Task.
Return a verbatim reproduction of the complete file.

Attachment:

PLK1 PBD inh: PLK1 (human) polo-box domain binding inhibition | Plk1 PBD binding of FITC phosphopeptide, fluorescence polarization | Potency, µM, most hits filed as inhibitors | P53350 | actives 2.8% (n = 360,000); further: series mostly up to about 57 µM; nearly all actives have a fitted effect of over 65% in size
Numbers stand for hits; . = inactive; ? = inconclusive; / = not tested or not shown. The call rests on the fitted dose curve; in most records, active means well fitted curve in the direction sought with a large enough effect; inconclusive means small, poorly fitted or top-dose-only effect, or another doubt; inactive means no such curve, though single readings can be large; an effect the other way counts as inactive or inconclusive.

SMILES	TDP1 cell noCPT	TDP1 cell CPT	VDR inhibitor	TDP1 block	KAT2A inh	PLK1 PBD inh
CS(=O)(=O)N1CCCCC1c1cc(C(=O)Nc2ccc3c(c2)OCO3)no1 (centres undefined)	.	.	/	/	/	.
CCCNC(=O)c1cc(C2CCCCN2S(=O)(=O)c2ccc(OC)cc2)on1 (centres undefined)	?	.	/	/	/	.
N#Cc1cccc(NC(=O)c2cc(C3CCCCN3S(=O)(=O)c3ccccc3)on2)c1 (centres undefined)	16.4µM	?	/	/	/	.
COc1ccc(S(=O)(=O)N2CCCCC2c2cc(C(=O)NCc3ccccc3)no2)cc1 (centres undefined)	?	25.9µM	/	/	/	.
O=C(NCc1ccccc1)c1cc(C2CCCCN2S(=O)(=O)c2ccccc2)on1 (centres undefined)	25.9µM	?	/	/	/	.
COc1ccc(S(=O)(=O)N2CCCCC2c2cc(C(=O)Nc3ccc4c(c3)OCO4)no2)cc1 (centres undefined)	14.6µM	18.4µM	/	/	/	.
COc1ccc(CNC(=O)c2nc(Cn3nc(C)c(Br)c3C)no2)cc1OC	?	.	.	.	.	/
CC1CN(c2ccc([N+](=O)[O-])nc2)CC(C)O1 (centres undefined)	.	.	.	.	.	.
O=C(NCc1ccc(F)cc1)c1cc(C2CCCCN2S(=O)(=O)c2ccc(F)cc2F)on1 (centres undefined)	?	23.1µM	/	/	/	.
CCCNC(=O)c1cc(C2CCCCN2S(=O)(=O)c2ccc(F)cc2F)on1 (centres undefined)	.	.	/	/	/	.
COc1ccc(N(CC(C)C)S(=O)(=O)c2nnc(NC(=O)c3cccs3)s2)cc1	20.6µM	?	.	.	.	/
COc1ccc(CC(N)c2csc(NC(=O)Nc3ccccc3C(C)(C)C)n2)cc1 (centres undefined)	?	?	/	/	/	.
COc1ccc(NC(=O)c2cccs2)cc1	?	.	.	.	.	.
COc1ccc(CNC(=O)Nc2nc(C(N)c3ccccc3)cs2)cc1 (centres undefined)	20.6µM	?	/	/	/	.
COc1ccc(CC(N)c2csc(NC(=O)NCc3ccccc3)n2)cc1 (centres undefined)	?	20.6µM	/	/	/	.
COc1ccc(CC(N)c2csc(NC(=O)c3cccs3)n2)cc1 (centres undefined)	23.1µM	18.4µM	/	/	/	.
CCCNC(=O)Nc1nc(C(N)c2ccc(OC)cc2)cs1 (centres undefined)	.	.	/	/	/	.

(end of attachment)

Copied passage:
PLK1 PBD inh: PLK1 (human) polo-box domain binding inhibition | Plk1 PBD binding of FITC phosphopeptide, fluorescence polarization | Potency, µM, most hits filed as inhibitors | P53350 | actives 2.8% (n = 360,000); further: series mostly up to about 57 µM; nearly all actives have a fitted effect of over 65% in size
Numbers stand for hits; . = inactive; ? = inconclusive; / = not tested or not shown. The call rests on the fitted dose curve; in most records, active means well fitted curve in the direction sought with a large enough effect; inconclusive means small, poorly fitted or top-dose-only effect, or another doubt; inactive means no such curve, though single readings can be large; an effect the other way counts as inactive or inconclusive.

SMILES	TDP1 cell noCPT	TDP1 cell CPT	VDR inhibitor	TDP1 block	KAT2A inh	PLK1 PBD inh
CS(=O)(=O)N1CCCCC1c1cc(C(=O)Nc2ccc3c(c2)OCO3)no1 (centres undefined)	.	.	/	/	/	.
CCCNC(=O)c1cc(C2CCCCN2S(=O)(=O)c2ccc(OC)cc2)on1 (centres undefined)	?	.	/	/	/	.
N#Cc1cccc(NC(=O)c2cc(C3CCCCN3S(=O)(=O)c3ccccc3)on2)c1 (centres undefined)	16.4µM	?	/	/	/	.
COc1ccc(S(=O)(=O)N2CCCCC2c2cc(C(=O)NCc3ccccc3)no2)cc1 (centres undefined)	?	25.9µM	/	/	/	.
O=C(NCc1ccccc1)c1cc(C2CCCCN2S(=O)(=O)c2ccccc2)on1 (centres undefined)	25.9µM	?	/	/	/	.
COc1ccc(S(=O)(=O)N2CCCCC2c2cc(C(=O)Nc3ccc4c(c3)OCO4)no2)cc1 (centres undefined)	14.6µM	18.4µM	/	/	/	.
COc1ccc(CNC(=O)c2nc(Cn3nc(C)c(Br)c3C)no2)cc1OC	?	.	.	.	.	/
CC1CN(c2ccc([N+](=O)[O-])nc2)CC(C)O1 (centres undefined)	.	.	.	.	.	.
O=C(NCc1ccc(F)cc1)c1cc(C2CCCCN2S(=O)(=O)c2ccc(F)cc2F)on1 (centres undefined)	?	23.1µM	/	/	/	.
CCCNC(=O)c1cc(C2CCCCN2S(=O)(=O)c2ccc(F)cc2F)on1 (centres undefined)	.	.	/	/	/	.
COc1ccc(N(CC(C)C)S(=O)(=O)c2nnc(NC(=O)c3cccs3)s2)cc1	20.6µM	?	.	.	.	/
COc1ccc(CC(N)c2csc(NC(=O)Nc3ccccc3C(C)(C)C)n2)cc1 (centres undefined)	?	?	/	/	/	.
COc1ccc(NC(=O)c2cccs2)cc1	?	.	.	.	.	.
COc1ccc(CNC(=O)Nc2nc(C(N)c3ccccc3)cs2)cc1 (centres undefined)	20.6µM	?	/	/	/	.
COc1ccc(CC(N)c2csc(NC(=O)NCc3ccccc3)n2)cc1 (centres undefined)	?	20.6µM	/	/	/	.
COc1ccc(CC(N)c2csc(NC(=O)c3cccs3)n2)cc1 (centres undefined)	23.1µM	18.4µM	/	/	/	.
CCCNC(=O)Nc1nc(C(N)c2ccc(OC)cc2)cs1 (centres undefined)	.	.	/	/	/	.